RIP Stan Robinson (1936 -2017) - Updated with funeral date

Stan Robinson


Saxophonist Stan Robinson died on Sunday 9th April, just five days before what would have been his 81st birthday. He had been treated for heart arrhythmia for some time but his final illness lasted just two days. He had been playing as recently as a couple of weeks ago with Kate Williams at the Princess of Wales Sunday session in Primrose Hill.

He was born in Salford and came to London in 1959. He was at various times a member of the Tubby Hayes Big Band, the Ronnie Ross sextet, the Maynard Ferguson orchestra (for two years including a US tour). He toured with Aretha Franklin, accompanied Dizzy Gillespie, and made two tours of the US with the Charlie Watts Big Band.

This video of him playing at Frank Holder's 91st gives the briefest of glimpses of his strong sound and his natural and clear way of working through harmonic changes:


Geoff Castle has posted this tribute:

'Stan was a wonderful tenor player and he had a great sense of humour. He had many stories to tell, including one about decorating the first Ronnie Scott's Club with Georgie Fame and Ronnie, just days before its opening. He featured at the club on its very first Saturday night and his quartet continued to appear regularly at the club right up until the change of ownership. Stan always spoke his mind in a very forthright way, which didn't always go down well, but underneath the slightly abrasive surface lay a heart of pure gold, a tremendous enthusiasm and massive musical talent. His original tunes were very quirky and a pleasure to play though, sadly, he tended to hide these under a bushel and stick with the standards. He will be greatly missed by all who knew him and played with him. RIP Stan.'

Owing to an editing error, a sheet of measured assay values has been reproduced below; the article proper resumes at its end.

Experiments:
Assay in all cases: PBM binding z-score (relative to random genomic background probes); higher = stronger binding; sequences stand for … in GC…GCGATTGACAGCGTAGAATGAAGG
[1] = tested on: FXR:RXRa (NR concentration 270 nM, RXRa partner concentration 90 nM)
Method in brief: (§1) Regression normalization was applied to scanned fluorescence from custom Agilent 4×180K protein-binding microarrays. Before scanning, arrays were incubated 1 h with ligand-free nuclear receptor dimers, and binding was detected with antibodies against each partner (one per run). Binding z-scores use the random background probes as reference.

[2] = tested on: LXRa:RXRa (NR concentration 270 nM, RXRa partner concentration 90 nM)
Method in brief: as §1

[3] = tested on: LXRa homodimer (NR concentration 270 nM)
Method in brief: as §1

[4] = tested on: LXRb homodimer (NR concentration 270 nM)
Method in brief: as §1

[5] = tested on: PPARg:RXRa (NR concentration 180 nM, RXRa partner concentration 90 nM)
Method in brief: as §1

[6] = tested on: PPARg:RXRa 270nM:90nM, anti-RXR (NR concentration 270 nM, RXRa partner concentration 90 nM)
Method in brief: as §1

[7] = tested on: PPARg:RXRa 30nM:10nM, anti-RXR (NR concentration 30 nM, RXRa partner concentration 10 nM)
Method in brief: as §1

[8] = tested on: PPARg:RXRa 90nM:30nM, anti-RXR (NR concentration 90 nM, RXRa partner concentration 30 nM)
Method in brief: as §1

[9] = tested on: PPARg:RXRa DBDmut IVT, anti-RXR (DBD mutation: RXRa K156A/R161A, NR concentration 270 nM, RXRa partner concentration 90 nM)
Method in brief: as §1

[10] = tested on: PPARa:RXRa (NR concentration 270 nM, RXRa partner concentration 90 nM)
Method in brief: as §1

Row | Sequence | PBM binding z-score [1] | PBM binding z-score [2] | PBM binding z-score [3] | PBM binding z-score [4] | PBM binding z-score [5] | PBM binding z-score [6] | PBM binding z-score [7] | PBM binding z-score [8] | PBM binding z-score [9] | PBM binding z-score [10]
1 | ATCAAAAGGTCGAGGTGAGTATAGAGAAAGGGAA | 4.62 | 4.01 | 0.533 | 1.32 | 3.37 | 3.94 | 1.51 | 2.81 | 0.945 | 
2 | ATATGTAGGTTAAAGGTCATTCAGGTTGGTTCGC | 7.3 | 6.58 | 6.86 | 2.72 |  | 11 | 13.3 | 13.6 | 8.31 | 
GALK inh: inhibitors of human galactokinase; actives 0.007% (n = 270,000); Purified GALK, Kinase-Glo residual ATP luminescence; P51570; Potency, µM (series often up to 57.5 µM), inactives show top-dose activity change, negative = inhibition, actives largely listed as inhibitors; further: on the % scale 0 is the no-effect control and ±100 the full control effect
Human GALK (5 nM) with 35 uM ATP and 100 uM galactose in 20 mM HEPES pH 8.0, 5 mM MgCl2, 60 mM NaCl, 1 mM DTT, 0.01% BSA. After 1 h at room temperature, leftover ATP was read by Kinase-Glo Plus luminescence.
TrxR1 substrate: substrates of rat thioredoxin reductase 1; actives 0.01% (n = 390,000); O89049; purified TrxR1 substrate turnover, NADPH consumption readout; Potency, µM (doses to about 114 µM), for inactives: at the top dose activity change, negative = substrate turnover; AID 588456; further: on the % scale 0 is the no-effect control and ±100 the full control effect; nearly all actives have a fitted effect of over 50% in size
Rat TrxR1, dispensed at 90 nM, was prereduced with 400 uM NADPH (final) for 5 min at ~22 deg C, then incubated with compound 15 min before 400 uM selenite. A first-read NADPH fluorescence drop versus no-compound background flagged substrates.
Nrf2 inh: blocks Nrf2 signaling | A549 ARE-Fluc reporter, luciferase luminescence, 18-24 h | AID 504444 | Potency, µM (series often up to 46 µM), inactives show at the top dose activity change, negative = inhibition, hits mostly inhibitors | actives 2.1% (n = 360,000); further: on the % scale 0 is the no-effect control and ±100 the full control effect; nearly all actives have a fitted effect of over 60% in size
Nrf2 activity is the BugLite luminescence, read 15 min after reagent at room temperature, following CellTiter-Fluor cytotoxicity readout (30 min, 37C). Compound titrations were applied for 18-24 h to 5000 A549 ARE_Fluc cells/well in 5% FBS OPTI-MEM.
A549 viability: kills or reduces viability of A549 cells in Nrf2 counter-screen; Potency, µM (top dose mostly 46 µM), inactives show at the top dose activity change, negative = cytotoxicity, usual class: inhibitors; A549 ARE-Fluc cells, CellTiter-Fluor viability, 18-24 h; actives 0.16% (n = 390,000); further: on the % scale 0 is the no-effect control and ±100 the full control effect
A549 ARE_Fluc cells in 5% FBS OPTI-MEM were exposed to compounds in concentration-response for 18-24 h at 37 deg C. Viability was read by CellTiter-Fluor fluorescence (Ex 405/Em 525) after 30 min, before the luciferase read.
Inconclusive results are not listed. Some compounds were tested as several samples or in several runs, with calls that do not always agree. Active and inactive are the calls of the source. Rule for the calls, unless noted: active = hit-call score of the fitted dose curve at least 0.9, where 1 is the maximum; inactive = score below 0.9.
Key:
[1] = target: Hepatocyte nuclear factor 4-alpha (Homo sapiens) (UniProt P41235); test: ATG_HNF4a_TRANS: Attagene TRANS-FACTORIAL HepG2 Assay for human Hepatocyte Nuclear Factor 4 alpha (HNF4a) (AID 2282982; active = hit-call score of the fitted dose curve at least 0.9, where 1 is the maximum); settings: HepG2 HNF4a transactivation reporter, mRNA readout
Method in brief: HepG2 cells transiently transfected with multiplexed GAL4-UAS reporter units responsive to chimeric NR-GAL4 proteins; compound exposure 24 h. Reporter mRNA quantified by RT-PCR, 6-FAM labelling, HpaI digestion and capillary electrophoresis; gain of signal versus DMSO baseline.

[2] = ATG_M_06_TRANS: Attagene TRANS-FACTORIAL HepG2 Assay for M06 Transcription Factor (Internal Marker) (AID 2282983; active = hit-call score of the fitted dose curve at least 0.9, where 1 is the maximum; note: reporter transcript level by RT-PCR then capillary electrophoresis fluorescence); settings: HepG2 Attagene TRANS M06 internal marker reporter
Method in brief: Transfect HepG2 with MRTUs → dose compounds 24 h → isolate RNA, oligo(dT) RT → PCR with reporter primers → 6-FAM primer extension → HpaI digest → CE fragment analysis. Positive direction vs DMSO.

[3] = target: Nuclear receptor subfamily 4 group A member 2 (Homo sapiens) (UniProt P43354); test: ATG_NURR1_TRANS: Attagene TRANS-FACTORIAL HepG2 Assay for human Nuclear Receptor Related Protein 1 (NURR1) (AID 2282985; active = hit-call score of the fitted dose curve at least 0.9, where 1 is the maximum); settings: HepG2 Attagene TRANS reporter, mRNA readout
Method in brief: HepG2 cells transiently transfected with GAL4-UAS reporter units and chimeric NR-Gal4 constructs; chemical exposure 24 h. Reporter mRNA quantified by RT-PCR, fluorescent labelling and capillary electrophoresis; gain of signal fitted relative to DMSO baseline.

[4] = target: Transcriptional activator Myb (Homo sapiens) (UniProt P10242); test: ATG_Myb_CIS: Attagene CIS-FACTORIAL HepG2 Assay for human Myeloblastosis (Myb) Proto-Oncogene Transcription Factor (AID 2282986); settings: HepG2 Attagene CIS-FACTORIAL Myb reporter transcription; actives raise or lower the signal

The funeral will be on Wednesday 19th April at 09.45 at Mortlake Crematorium TW9 4EN.. In Sadness.

3 comments:

  1. Sad news indeed.
    Stan seemed never to have lost his teenage enthusiasm for playing music, which I found inspirational. I remember him telling me that he played 'Barbados' in his very first clarinet lesson because his desire to play was so strong that he'd drawn clarinet keys onto a broom handle and practised in a mirror beforehand.
    Sure, he could be tricky at times, but no-one could ever say they didn't know exactly where they stood with him!
    My overarching thoughts of Stan though are of his kindness and generosity. He really would give you the shirt off his back. He was my referee when I applied to music college and was really generous both with his time and with his knowledge and experience.
    He had a remarkable skill for mimicking famous saxophone players and, if you could get him to do it, it was as hilarious as it was impressive.
    A sad loss.
    Pete Cook

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  2. Wally Houser writes by email:

    I have not known Stan for long. Only since 1953!!. We were always good friends but we have not seen much of each other over the last few years . I will greatly miss him.

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  3. Very fond memories of Stan. Remember him roaring his Rollinsesque solos in Tubby's big band and had the pleasure of working in a quartet with him a few years ago, including a CD and a week at Ronnie's. On the road or in his flat, he was great company and we used to have hilarious arguments about Jehovah's Witnesses -v- Anglicanism. Rest in peace, you great saxophonist and beautiful human being. Fr.Spike Wells

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